Wednesday, October 5, 2011


The French, I mean.  I always thought "chutzpah" was a Yiddish word but here I am, wrong again.  It's French.  Now there's no secret that among the Euro banks the French contingent, if not the shakiest, then certainly right up there with the worst of them.  So just a two weeks ago we found ourselves listening to Mme. Lagrande, now of the IMF but late of the Tresor call for the urgent need to recapitalize the Euro banking system.  One might ask where she suddenly found this new religion it having been her job in her former life to oversee the health of the French banking system but that would be boorish.  And so, we remained silent for the most part and nodded assent to this astute revelation on her part and waited for the plan.  We got it today from Mme. Lagrande successor.

Now whilst there is a central bank for Europe it has always been understood that the member states took care of their own when it came to the banks.  Not any more.  In a burst of pan-Euro stateism the new head of the French Treasury announced today that it was his view that a recapitalization of the French banking system was surely needed but it should be undertaken by ALL of Europe working in consort rather than by France alone and that would apply to all the other banks, blah, blah blah.  There seems to be no limit as to the resources of Germany or the German taxpayer in the view of France.  Now, if you still believe in the eventual fiscal and political union of Euroland just watch what happens to this modest proposal in the coming days.  There might be a brief mention of Alsace/ Lorraine prior to a firm "Nein" but that will be about it.  These guys just can't get rid of this "Eurobond" idea even though half the world has told them it's a non-starter.  Then again I though chutzpah was Yiddish; I'll probably be wrong again but I doubt it.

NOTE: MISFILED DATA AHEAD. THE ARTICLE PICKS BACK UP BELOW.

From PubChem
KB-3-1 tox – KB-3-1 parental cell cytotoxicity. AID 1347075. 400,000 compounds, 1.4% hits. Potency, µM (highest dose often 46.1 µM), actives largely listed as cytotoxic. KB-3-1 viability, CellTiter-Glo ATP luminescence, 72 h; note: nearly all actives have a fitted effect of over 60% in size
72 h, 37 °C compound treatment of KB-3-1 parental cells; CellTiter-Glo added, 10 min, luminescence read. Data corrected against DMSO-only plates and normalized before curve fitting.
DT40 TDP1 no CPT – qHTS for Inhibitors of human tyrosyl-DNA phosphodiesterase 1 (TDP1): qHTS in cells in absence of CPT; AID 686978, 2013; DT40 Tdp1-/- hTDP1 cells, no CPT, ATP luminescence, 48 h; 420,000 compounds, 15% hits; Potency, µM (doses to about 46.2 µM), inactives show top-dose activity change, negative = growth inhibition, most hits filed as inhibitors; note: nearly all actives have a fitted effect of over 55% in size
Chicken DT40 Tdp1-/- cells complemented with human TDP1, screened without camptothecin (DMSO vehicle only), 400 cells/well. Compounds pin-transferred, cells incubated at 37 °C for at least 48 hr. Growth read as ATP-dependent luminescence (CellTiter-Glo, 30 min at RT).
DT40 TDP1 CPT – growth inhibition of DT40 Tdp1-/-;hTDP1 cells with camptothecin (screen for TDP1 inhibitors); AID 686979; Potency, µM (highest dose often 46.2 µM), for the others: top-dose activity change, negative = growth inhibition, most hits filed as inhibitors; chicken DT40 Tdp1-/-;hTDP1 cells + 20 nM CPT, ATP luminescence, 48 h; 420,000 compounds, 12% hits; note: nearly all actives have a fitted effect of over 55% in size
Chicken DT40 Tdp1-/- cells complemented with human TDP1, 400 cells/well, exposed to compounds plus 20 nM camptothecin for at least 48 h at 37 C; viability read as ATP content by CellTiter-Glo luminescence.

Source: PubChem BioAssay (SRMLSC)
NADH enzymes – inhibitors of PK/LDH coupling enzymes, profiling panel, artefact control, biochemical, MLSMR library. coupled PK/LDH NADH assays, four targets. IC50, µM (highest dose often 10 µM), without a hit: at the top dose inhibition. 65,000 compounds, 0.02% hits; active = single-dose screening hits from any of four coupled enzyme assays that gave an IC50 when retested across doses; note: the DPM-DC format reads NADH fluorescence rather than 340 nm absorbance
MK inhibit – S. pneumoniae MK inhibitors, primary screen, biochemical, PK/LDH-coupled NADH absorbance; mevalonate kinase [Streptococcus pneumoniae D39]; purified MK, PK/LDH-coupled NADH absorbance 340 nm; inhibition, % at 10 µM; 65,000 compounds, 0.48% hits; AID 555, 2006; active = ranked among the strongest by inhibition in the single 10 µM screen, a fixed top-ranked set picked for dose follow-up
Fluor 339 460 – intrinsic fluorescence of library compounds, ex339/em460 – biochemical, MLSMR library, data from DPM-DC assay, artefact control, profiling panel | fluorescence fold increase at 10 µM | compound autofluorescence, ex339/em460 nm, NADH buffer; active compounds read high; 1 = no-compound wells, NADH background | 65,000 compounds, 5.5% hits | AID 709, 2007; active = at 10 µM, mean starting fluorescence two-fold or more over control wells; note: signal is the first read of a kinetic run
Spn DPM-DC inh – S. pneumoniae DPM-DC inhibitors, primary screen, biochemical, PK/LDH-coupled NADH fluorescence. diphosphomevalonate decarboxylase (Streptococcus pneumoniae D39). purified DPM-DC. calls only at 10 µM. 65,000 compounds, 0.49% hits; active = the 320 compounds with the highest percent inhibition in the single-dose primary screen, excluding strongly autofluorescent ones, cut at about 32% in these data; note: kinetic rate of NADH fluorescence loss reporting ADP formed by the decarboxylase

On this news as occured yesterday, the stock markets moved smartly upward confirming belief that these markets have forgotten fundamentals and now trade on emotion alone.  Now I have said that the Banks are a priority for the Euros but they understand that unless they are convinced that whatever happens in the Greek restructure doesn't spill over to Italy of Spain nothing is really acomplished.  Massimo has convinced me that the Italians are going to take care of business (I'm always a bit nervous when I hear that from Massimo) but I believe him.  Ditto for Spain,  but when emotion rules the markets and the volatility is so high it's always a dodgy bet.  Despite what the bloggers say, there is nothing firm out of Europe at this stage which is why I still believe that the Greeks are going to get another advance in order to buy some time.  Try as I might I can't find anther path that can be taken just now.  The result is a forgone conclusion but perhaps they can muddle on for another month or two.  By then it will be near Christmas and nobody will approval anything meaningful then so maybe another month or two...then again, there's tomorrow and who knows what that will bring.  Stay tuned.

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